Feel the spirit of Ireland any night of the year when you step into an Irish pub. There's really nothing quite like the jovial and cozy atmosphere so many Kilkenny-filled taverns create.
Between the years 1845-1852, the Great Potato Famine brought numerous Irish refugees across The Pond for a better life in America. Many of them didn't bring much to their new home, but what they left behind was a cultural legacy that Americans still enjoy today. Every city seems to have a local pub, so get the skinny on ones you can't afford to miss.
Molly Malone's has been an LA standard for over 30 years, with the same Irish family ownership. It not only serves up Jameson and Guinness, but also showcases musical talent. Stop by to catch some local live jam sessions, or your best friend's struggling band taking the stage. Either way, you'll enjoy the laidback atmosphere. The framed photo galleries of past performers hanging on the wall reinforce the musical history that you're taking part in.
If you're a NorCal dweller, you've certainly been to The Buena Vista, located in the famous Fisherman's Wharf. Sure, the whole area is kind of a tourist trap, but this place is a local favorite, rich with colorful history. The building served as a boarding house until 1916, when the owner transformed the bottom floor into a saloon. It wasn't until 1952, though, when the establishment introduced their famous, and some say unparalleled, Irish Coffee recipe. This is a must on any Golden Gate visit.
There are tons of Irish pubs to choose from in Chi-Town, but Butch McGuire's might be the most fun. C'mon, it's the original "singles bar!" For over 50 years, this saloon has been serving Chicago dwellers good beer, good food and amazing times. Butch McGuire opened the joint in 1961 with a little seed money from his mother for his younger unattached friends, and it is said that more than 5,000 marriages have resulted from bar hookups. It has always been a family-run joint, which means the authenticity, integrity and original hornball intentions have remained intact.
When you're in the nation's capital, you'll want to make it a point to visit The Dubliner. Named after the James Joyce novel, it's as authentically Celtic as you can get as the expat Irish owners and bar staff serve patrons specialty beers and beef stew courtesy of the homeland. If you stick around for the nightlife, The Dubliner becomes a Celtic haven with Irish jigs, jovial traditional ballads, and more.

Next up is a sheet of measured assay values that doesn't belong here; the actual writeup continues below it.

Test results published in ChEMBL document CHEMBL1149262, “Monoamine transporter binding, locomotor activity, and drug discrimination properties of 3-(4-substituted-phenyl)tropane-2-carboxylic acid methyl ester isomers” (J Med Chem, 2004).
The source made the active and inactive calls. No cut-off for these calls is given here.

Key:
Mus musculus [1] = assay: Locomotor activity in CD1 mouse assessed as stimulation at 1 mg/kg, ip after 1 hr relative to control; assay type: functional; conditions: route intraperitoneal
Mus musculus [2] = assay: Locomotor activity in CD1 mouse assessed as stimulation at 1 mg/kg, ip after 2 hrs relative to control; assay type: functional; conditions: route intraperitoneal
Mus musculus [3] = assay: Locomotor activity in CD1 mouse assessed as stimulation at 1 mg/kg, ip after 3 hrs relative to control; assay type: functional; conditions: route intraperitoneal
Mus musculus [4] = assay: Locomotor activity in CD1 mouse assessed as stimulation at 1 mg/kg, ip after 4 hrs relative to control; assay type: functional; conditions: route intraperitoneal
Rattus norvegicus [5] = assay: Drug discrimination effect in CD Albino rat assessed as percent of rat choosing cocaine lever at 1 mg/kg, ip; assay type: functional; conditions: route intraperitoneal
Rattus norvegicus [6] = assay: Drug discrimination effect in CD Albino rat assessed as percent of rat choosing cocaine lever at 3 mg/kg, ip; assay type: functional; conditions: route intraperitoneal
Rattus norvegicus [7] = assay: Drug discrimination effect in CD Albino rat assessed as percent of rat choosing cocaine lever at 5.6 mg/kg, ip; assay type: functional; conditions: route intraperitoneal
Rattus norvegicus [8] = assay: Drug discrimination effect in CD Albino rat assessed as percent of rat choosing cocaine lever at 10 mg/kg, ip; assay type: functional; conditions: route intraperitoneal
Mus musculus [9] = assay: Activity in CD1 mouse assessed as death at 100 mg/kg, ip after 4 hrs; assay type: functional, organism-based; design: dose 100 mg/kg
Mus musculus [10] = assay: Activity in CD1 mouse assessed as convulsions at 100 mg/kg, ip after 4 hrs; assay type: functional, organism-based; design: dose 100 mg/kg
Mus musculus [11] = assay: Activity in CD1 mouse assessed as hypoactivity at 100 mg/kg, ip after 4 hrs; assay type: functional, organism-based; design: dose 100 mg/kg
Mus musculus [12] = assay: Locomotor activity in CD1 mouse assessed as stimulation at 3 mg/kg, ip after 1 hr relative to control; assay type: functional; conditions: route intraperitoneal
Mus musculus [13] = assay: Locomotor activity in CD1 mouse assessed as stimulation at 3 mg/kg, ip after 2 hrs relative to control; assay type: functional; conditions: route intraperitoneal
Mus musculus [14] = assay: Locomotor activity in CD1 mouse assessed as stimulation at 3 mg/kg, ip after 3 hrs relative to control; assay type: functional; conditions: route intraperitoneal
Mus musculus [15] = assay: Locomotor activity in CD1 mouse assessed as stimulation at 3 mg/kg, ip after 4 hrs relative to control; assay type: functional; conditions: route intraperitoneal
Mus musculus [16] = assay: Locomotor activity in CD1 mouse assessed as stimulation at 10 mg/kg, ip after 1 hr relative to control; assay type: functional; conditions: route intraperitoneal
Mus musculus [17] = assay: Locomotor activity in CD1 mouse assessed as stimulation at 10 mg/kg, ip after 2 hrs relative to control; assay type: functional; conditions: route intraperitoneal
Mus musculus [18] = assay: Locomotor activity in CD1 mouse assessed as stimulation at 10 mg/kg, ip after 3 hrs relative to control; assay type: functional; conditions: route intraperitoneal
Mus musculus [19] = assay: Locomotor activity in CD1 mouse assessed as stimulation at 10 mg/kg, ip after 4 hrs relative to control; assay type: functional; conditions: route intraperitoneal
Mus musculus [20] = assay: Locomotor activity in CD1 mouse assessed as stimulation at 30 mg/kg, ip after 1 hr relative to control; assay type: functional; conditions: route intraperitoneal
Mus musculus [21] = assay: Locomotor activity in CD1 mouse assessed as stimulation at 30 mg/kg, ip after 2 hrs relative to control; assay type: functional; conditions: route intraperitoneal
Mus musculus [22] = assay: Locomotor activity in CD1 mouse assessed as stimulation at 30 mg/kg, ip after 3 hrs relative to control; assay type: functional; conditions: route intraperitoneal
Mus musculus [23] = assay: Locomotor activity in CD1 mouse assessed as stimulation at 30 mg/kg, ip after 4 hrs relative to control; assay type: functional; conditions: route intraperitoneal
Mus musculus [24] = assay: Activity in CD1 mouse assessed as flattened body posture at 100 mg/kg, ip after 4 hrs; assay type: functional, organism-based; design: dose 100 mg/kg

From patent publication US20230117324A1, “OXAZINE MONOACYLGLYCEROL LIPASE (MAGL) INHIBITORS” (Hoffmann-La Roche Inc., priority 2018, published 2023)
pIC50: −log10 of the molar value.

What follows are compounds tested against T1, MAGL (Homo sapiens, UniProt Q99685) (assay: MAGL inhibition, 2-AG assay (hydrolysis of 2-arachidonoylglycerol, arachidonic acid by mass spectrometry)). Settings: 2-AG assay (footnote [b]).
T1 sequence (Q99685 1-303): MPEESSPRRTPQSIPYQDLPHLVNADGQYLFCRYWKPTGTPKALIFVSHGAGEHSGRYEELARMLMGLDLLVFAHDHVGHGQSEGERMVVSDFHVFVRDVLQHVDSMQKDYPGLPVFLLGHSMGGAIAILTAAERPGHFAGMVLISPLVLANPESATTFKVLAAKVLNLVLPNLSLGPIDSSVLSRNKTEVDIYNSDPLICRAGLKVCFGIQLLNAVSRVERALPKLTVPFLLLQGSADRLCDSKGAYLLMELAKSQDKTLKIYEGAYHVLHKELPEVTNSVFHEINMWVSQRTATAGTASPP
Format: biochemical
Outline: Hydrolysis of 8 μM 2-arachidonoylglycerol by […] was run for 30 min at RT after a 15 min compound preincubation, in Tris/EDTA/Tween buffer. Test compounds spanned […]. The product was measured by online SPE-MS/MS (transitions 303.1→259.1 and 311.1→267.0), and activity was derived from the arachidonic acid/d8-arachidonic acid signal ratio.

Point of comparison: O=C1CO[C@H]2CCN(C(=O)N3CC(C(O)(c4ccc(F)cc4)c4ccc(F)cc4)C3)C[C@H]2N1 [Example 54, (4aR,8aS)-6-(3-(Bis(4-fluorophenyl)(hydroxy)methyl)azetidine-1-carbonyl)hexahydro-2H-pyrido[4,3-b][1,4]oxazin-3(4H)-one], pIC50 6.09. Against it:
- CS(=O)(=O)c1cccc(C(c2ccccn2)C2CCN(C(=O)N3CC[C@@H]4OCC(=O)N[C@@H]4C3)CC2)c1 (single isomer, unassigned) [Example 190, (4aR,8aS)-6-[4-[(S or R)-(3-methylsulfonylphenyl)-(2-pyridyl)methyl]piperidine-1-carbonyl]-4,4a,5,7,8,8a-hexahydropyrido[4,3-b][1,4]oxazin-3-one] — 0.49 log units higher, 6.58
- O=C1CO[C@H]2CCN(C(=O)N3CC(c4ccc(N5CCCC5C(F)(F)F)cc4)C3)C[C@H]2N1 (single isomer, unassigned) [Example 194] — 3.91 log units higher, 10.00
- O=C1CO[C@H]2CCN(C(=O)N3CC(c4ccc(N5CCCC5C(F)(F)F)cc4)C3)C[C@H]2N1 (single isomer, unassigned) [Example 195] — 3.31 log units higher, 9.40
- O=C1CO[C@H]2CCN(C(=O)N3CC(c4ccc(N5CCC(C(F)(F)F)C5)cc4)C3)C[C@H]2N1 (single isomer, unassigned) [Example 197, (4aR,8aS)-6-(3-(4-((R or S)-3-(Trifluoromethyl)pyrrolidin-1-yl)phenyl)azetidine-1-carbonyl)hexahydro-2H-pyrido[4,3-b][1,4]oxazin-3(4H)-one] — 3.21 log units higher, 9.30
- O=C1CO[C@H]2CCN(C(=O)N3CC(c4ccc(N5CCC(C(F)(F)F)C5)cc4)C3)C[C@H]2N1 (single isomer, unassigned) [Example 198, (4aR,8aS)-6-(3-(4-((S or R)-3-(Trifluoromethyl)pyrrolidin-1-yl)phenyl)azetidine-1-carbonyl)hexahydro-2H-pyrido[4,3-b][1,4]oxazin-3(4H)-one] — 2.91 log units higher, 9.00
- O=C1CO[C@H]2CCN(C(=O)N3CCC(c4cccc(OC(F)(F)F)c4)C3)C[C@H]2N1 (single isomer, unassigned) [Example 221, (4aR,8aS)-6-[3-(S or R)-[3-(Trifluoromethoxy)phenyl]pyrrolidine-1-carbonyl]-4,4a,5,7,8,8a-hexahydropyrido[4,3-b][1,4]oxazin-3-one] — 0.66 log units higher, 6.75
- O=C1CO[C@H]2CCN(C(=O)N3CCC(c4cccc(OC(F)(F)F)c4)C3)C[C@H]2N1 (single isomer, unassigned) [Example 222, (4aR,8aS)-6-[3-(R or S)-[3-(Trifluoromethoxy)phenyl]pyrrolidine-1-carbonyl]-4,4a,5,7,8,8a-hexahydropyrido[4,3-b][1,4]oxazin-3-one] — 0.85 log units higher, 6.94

The Big Apple is known for being the first place that many Irish-Americans called home. Aside from being an awesome local Irish pub, McSorley's Old Ale House is literally the oldest bar in the city. Opening its doors in 1854, it has seen the likes of Abraham Lincoln, John Lennon and Woody Guthrie. Hell, women were not even allowed inside until after 1970. So get down on the sawdust-covered floor and pay your respects to an establishment that was here since before you were born.
It's no secret that Boston is a mecca for Celtic pride, which means you can find amazing Irish haunts like Eire Pub, which opened its Dorchester doors in 1962. During their presidential campaigns, both Reagan and Clinton ate here and incidentally, their post-Eire Pub visits led to election success. Now, stopping at Eire Pub has become somewhat of a campaigning superstition, with politicians seeking winking karma at the pub, hoping to follow in the presidential footsteps. You never know who you will see at the Eire Pub, but you can be sure all the Boston teams will be playing on over ten big screen TVs.
So no matter what part of the country you live in, or wherever you're visiting, you can rest assured a frothy pint and a basket of fish & chips will be waiting in an Irish pub near you.
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